Addressing missed visits to improve retention of young South African women in clinical trials




clinical trials, retention, protocol adherence, missed visits


In clinical trials, a vital protocol requirement for participants is adherence to scheduled visits. A substantial number of missed visits and the resultant missing data could affect generalisability of the findings and undermine the scientific conclusions. We aimed to investigate the extent of and reasons for missed visits in the Evidence for Contraceptive Options and HIV Outcomes (ECHO) trial in order to optimise recruitment and retention practices. Despite being a multi-country study, we investigated missed visits only at Setshaba Research Centre in Soshanguve, Tshwane, South Africa. Of 810 participants enrolled at Setshaba Research Centre, 94 (11.6%) participants missed visits and 231 missed visits were recorded. Of the 94 participants who missed visits, 53 (56.4%) missed at least two visits; 37 (39.4%) missed three or more visits, and of these, 32 (86.5%) missed at least two visits for the same reason. Overall, the main reasons for missed visits were: participant had to work (60; 26.0%), unable to contact participant (60; 26.0%), participant relocated (32; 13.9%), and participant travelled out of area (23; 10%). The large proportion of participants who missed two or more visits indicates that participants who miss a single visit are likely to miss even more, often for the same reason. Site staff need to be vigilant to detect any trends in missed visits early and innovative in developing personalised strategies to minimise missed visits and retain participants until completion of their scheduled visits.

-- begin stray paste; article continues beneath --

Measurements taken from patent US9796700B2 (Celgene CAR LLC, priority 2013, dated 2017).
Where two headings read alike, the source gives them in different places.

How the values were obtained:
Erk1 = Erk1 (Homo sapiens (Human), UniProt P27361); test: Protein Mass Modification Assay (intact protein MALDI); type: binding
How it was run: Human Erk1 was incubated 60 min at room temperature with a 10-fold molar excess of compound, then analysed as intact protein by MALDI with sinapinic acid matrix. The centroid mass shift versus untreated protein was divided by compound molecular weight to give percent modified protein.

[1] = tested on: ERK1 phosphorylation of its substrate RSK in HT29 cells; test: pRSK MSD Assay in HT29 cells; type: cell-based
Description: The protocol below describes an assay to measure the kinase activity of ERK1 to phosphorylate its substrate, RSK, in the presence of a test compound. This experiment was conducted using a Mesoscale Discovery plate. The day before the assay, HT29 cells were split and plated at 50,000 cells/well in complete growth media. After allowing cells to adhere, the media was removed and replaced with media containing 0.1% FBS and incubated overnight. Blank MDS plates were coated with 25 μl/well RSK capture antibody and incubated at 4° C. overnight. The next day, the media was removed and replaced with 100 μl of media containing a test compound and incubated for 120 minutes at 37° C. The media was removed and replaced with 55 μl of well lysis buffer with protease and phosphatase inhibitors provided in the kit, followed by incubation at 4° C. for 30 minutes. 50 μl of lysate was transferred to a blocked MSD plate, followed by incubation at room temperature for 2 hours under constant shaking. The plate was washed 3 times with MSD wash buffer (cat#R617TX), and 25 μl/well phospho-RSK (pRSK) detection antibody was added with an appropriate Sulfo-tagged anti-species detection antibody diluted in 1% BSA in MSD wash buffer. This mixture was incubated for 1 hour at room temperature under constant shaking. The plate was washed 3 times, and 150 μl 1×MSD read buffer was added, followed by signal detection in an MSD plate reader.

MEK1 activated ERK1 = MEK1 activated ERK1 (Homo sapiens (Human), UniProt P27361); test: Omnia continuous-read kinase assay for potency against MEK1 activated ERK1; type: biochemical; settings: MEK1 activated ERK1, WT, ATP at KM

• Despite trial site staff developing strategies to minimise missed visits, they will not be able to anticipate all scenarios.
  • Participants’ work commitments, loss of contact with participants, and participants’ travel/relocation to distant areas were the main reasons for missing visits, and site staff need to consider the potential for these to arise during the course of the study when assessing potential participants at enrolment and at each follow-up visit.
  • Case report forms designed for multi-country studies should be adapted to reflect the most likely reasons for missed visits for the local situation, so that trends in missed visits can be identified and addressed early.


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How to Cite

Ahmed, K., Malahleha, M., Mbatsane, T. E., Thindisa, D., Bailey, V. C., Seocharan, I., & Dilraj, A. (2023). Addressing missed visits to improve retention of young South African women in clinical trials. South African Journal of Science, 119(7/8).



Research Article